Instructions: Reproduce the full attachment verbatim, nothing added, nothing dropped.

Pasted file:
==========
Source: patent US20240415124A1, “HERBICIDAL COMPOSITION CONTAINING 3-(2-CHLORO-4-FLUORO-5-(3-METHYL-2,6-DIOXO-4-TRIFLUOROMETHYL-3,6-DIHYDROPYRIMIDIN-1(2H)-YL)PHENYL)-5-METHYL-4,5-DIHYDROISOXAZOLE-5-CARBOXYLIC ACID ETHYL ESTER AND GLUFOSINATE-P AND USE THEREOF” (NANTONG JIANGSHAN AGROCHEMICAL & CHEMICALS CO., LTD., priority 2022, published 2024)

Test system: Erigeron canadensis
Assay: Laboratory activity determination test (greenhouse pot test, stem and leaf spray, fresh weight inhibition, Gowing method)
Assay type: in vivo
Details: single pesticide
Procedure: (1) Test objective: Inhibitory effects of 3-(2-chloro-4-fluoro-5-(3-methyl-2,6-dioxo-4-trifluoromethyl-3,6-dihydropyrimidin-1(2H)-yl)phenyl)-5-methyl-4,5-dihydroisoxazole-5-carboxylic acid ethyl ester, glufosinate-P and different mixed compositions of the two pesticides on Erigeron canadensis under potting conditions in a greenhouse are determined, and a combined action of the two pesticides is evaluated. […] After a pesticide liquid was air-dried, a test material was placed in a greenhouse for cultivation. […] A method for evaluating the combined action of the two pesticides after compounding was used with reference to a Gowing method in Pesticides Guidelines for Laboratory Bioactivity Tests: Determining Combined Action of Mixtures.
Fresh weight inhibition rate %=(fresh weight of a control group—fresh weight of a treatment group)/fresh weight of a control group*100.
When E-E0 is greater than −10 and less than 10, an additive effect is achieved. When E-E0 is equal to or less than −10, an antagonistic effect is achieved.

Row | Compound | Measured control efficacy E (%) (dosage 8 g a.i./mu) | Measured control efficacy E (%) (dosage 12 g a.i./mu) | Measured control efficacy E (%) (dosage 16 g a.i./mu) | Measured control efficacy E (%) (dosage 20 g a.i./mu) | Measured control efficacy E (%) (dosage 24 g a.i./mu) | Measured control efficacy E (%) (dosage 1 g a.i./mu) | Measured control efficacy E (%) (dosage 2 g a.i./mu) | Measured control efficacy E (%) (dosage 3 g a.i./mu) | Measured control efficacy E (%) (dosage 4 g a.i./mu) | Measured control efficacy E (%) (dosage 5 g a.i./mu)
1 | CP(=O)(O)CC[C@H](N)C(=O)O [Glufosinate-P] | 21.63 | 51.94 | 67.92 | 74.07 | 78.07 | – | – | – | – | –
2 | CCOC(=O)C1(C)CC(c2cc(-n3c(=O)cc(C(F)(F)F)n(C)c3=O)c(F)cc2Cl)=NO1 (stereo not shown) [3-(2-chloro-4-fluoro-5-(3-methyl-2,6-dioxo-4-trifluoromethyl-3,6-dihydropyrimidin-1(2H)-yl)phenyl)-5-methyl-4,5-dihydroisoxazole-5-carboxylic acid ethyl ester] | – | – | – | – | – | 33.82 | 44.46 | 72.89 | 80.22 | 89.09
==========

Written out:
Source: patent US20240415124A1, “HERBICIDAL COMPOSITION CONTAINING 3-(2-CHLORO-4-FLUORO-5-(3-METHYL-2,6-DIOXO-4-TRIFLUOROMETHYL-3,6-DIHYDROPYRIMIDIN-1(2H)-YL)PHENYL)-5-METHYL-4,5-DIHYDROISOXAZOLE-5-CARBOXYLIC ACID ETHYL ESTER AND GLUFOSINATE-P AND USE THEREOF” (NANTONG JIANGSHAN AGROCHEMICAL & CHEMICALS CO., LTD., priority 2022, published 2024)

Test system: Erigeron canadensis
Assay: Laboratory activity determination test (greenhouse pot test, stem and leaf spray, fresh weight inhibition, Gowing method)
Assay type: in vivo
Details: single pesticide
Procedure: (1) Test objective: Inhibitory effects of 3-(2-chloro-4-fluoro-5-(3-methyl-2,6-dioxo-4-trifluoromethyl-3,6-dihydropyrimidin-1(2H)-yl)phenyl)-5-methyl-4,5-dihydroisoxazole-5-carboxylic acid ethyl ester, glufosinate-P and different mixed compositions of the two pesticides on Erigeron canadensis under potting conditions in a greenhouse are determined, and a combined action of the two pesticides is evaluated. […] After a pesticide liquid was air-dried, a test material was placed in a greenhouse for cultivation. […] A method for evaluating the combined action of the two pesticides after compounding was used with reference to a Gowing method in Pesticides Guidelines for Laboratory Bioactivity Tests: Determining Combined Action of Mixtures.
Fresh weight inhibition rate %=(fresh weight of a control group—fresh weight of a treatment group)/fresh weight of a control group*100.
When E-E0 is greater than −10 and less than 10, an additive effect is achieved. When E-E0 is equal to or less than −10, an antagonistic effect is achieved.

Row | Compound | Measured control efficacy E (%) (dosage 8 g a.i./mu) | Measured control efficacy E (%) (dosage 12 g a.i./mu) | Measured control efficacy E (%) (dosage 16 g a.i./mu) | Measured control efficacy E (%) (dosage 20 g a.i./mu) | Measured control efficacy E (%) (dosage 24 g a.i./mu) | Measured control efficacy E (%) (dosage 1 g a.i./mu) | Measured control efficacy E (%) (dosage 2 g a.i./mu) | Measured control efficacy E (%) (dosage 3 g a.i./mu) | Measured control efficacy E (%) (dosage 4 g a.i./mu) | Measured control efficacy E (%) (dosage 5 g a.i./mu)
1 | CP(=O)(O)CC[C@H](N)C(=O)O [Glufosinate-P] | 21.63 | 51.94 | 67.92 | 74.07 | 78.07 | – | – | – | – | –
2 | CCOC(=O)C1(C)CC(c2cc(-n3c(=O)cc(C(F)(F)F)n(C)c3=O)c(F)cc2Cl)=NO1 (stereo not shown) [3-(2-chloro-4-fluoro-5-(3-methyl-2,6-dioxo-4-trifluoromethyl-3,6-dihydropyrimidin-1(2H)-yl)phenyl)-5-methyl-4,5-dihydroisoxazole-5-carboxylic acid ethyl ester] | – | – | – | – | – | 33.82 | 44.46 | 72.89 | 80.22 | 89.09